“The consequences for bank business models and financial stability would need to be carefully parsed,” they wrote.

A central banking digital currency authority would demand identity verification of anyone creating such currencies, thus creating privacy issues.

Bitcoin and Gold Slaying Stocks: Why Not Own Both?

The Bitcoin vs. gold battle rages on as the two are best-performing assets of 2020. The price of gold is up 26% this year, while Bitcoin has soared 87% —

Companies Pile On Debt. Big Headaches Later for Investors?

How have companies handled the cash crunch during this pandemic? I came across an insightful in-depth research report this past week that had a few interesting charts on this. See

Potential Options Payoff in Post-Covid China Rebound

The Chinese economy is starting to show signs that it is rebounding better than other economies around the world. China was the first country that had to battle the COVID-19

Retirement Income Tip: Buy High-Yielding Dividend Stocks

Imagine a scenario where you can make money while you sleep. Sounds too good to be true, right? Enter high-yielding dividend stocks. Now, there are lots of stocks in the

Beat the S&P 500 with These Specific Stocks

Today I'm going to briefly discuss a major error that most stock market participants make on a regular basis and ways in which you can substantially increase your stock returns.

Iaccino: Dollar Down, Stocks Higher, Plus PayPal Meets Bitcoin

A renewal of federal stimulus on top of monetary stimulus after the election is likely to support the stock market, says Bob Iaccino, editor of the Stock Think Tank. The

investor or pay off debt

Invest or Pay Off Debt? In a Pandemic, I’m a Stock Buyer

If you were to tell someone that you were putting any extra cash you had into the market instead of paying off debt, they might think you have lost your

bitcoin mass adoption

Bitcoin Mass Adoption Can’t Be Far Off — That Means Surging Demand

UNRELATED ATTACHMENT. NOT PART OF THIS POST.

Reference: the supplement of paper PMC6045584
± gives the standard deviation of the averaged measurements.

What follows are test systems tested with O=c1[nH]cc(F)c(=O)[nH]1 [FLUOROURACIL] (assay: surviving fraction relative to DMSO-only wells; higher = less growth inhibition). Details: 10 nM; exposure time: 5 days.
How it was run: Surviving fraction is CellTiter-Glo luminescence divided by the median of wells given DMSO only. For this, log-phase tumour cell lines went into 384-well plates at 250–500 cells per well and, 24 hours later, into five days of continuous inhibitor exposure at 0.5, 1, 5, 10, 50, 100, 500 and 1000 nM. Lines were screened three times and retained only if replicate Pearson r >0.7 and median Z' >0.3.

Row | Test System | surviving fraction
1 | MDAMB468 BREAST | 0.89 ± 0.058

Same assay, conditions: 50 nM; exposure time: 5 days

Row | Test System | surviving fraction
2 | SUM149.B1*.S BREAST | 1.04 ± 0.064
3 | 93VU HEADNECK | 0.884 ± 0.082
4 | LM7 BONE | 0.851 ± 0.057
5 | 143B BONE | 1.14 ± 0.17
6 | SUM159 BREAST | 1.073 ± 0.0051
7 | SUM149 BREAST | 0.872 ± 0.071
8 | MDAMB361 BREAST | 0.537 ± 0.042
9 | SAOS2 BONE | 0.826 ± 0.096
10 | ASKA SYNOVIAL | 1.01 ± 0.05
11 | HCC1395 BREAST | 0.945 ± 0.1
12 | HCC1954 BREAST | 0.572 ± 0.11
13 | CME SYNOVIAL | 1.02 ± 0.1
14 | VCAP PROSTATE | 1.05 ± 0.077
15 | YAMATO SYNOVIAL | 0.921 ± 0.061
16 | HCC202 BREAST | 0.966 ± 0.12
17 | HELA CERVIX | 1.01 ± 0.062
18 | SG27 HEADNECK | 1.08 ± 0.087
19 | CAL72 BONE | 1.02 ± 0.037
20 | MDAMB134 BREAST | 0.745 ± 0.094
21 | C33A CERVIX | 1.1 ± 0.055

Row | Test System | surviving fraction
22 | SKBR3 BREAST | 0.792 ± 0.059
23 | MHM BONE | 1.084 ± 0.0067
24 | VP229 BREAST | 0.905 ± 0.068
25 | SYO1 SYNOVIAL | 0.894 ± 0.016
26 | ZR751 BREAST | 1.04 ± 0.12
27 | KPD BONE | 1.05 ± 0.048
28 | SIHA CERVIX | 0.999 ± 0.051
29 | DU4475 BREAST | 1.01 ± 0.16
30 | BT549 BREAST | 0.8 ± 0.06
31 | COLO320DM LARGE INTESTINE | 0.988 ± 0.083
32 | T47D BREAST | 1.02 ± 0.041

When you look at past technological developments — from the 19th century industrial revolution through the introduction of the telephone, personal computers, Internet, and smartphones — there is a typical

stocks overvalued

Is the Stock Market Overvalued? Not By This Measure

You many have heard the term “TINA” mentioned in various financial and investment commentaries in recent months. This is an acronym for “There is No Alternative.” It is built around a

clx options

Options Play: Take Advantage of Bearish Sentiment On Clorox (CLX)

We are in the middle of a global pandemic and one of the best weapons against the virus is cleaning surfaces with bleach. If we were to ask 100 people

This Predicts Bitcoin Price — and It’s Uncannily Accurate

Many investment advisors are beginning to recommend some exposure to Bitcoin (BTC) and some alternative (alt) coins, such as Ethereum (ETH). But the biggest hurdle for many analysts is how

retail spending

Retail Spending Shoots Higher, Suggesting Stocks Will Follow

Data released today by the U.S. Department of Commerce indicate that sales at U.S. retail stores rose sharply during September. Specifically, that data indicate that U.S. retail stores rose during